Changes to Facebook Advertising After Cambridge Analytica

Changes to Facebook Advertising After Cambridge Analytica

What's Happening with Usage, Advertising and Data Privacy

Table of Contents

It’s been nearly three months since the Cambridge Analytica revelations. We share what’s changed—and what hasn’t—about how users and advertisers feel about Facebook.

  • Users continue to express heightened concern about privacy, but few appear to have deleted their profiles. Facebook reported softness in user metrics in North America for Q1, but this was unlikely to be related to data privacy concerns.
  • Facebook’s many recent crises—data privacy, fake news, Russian meddling, unsafe content—are negatively impacting users’ perceptions of the platform, a trend which bears further watching.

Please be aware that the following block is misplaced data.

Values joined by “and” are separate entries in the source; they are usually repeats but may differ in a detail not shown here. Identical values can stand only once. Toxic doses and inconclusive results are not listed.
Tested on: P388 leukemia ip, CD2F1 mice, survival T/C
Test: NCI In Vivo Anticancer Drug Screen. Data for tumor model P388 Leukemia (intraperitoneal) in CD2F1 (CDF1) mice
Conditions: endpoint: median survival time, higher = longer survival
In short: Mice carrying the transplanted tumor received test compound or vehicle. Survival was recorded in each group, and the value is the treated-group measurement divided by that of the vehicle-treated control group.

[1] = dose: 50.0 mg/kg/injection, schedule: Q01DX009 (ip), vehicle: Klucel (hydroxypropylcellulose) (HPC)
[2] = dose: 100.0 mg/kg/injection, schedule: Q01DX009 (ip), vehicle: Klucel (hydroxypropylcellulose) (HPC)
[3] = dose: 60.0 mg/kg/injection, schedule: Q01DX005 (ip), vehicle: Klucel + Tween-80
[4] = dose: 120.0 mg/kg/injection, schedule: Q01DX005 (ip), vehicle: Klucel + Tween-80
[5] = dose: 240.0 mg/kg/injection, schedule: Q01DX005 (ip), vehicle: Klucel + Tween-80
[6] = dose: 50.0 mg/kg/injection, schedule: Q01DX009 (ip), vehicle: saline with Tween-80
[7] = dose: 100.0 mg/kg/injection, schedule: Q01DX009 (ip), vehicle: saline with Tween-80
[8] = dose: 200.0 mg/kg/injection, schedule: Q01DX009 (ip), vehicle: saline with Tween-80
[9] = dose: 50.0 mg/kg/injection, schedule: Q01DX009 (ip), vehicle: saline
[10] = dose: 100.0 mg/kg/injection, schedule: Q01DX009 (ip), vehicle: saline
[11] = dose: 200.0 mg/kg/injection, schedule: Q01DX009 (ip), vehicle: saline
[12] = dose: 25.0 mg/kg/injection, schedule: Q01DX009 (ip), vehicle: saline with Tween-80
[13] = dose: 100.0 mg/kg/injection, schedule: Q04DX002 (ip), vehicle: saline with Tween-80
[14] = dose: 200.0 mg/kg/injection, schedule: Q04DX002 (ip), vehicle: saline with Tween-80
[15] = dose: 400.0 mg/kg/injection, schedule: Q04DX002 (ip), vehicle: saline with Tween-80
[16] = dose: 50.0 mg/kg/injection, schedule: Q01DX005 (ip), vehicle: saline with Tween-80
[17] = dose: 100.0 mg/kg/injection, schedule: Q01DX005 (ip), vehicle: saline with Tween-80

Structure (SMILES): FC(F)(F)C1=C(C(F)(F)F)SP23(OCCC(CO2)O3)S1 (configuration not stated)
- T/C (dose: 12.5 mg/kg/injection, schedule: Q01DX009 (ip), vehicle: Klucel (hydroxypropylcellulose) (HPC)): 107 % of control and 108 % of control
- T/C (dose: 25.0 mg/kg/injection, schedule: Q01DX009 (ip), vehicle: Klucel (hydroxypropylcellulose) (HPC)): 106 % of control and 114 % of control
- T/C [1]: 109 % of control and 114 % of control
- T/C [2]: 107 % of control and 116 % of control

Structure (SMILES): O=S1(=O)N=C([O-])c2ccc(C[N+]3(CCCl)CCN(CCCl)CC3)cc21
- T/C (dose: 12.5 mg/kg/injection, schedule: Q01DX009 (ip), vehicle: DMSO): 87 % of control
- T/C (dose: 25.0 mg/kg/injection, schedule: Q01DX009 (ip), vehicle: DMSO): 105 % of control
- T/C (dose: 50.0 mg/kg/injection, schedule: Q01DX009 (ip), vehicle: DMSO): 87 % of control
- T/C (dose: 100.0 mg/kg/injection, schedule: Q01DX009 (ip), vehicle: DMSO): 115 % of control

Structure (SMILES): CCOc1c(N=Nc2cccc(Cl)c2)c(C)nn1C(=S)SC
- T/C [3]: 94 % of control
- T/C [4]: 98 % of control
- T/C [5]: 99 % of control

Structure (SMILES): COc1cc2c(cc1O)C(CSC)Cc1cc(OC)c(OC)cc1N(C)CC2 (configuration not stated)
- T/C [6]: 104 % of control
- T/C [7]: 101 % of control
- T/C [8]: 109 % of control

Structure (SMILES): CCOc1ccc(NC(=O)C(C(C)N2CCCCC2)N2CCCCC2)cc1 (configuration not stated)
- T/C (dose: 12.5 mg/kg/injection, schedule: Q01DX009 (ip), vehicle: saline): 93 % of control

• In light of the above, we have moderated our growth forecast for time spent on Facebook among US adult users. We estimate they will spend an average of 42 minutes per day on Facebook, up 1.8% from 2017. That’s slower than the growth of 3.6% and 6.0% in the previous two years.
  • Facebook is making changes to its ad targeting products. On the user side, new features such as the ability to clear Facebook browsing history will impact some marketers’ ability to measure and analyze traffic to and from Facebook.
  • The largest concern right now relates to ad targeting, including the value of first-party vs. third-party data, and the ways marketers will be able to source third-party data going forward.
  • Advertisers appear to be holding steady on Q2 Facebook spending. However, some are using this as an opportunity to reevaluate how they use Facebook (and how much they use Facebook) going forward.
  • Advertisers are taking fresh looks at other social platforms, as well as non-social properties like Amazon. But at this point, there are few indications that significant spending will shift away from Facebook.

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Debra Aho Williamson